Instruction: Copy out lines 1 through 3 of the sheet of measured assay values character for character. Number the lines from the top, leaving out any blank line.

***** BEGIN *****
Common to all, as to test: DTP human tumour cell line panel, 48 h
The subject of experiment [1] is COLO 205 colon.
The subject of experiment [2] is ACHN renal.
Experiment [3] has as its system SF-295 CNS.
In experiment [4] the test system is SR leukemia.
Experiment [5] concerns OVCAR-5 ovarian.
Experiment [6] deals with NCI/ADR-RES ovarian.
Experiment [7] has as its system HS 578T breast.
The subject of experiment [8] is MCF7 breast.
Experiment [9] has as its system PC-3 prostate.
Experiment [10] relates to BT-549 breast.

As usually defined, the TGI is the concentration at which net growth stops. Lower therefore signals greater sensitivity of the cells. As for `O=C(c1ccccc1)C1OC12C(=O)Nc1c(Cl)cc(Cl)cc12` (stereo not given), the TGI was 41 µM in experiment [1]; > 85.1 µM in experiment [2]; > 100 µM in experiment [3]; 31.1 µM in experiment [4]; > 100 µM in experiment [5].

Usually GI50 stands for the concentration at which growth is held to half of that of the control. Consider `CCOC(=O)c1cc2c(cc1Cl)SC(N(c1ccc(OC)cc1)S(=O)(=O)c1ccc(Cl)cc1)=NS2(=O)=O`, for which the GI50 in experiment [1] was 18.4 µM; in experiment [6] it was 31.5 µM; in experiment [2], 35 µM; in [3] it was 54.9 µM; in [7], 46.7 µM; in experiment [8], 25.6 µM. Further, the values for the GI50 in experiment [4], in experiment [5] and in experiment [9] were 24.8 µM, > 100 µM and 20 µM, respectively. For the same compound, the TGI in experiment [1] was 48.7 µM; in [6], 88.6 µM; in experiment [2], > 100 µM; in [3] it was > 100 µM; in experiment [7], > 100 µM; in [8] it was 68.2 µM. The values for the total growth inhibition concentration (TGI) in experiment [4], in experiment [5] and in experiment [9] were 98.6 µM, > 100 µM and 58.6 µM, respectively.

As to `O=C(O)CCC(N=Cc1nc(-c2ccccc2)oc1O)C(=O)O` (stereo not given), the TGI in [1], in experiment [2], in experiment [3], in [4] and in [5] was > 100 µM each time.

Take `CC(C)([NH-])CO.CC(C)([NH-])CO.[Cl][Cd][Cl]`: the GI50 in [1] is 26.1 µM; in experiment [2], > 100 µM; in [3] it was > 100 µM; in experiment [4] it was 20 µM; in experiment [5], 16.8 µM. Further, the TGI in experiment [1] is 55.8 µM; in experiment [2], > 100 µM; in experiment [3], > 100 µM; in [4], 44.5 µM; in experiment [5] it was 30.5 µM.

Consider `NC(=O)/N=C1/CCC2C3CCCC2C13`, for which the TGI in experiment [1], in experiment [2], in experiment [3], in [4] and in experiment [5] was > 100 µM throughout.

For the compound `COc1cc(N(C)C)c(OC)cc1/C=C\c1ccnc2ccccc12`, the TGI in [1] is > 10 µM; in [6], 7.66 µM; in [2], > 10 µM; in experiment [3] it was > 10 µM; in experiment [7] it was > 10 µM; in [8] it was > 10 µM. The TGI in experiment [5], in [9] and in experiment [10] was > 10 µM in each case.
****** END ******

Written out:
Common to all, as to test: DTP human tumour cell line panel, 48 h
The subject of experiment [1] is COLO 205 colon.
The subject of experiment [2] is ACHN renal.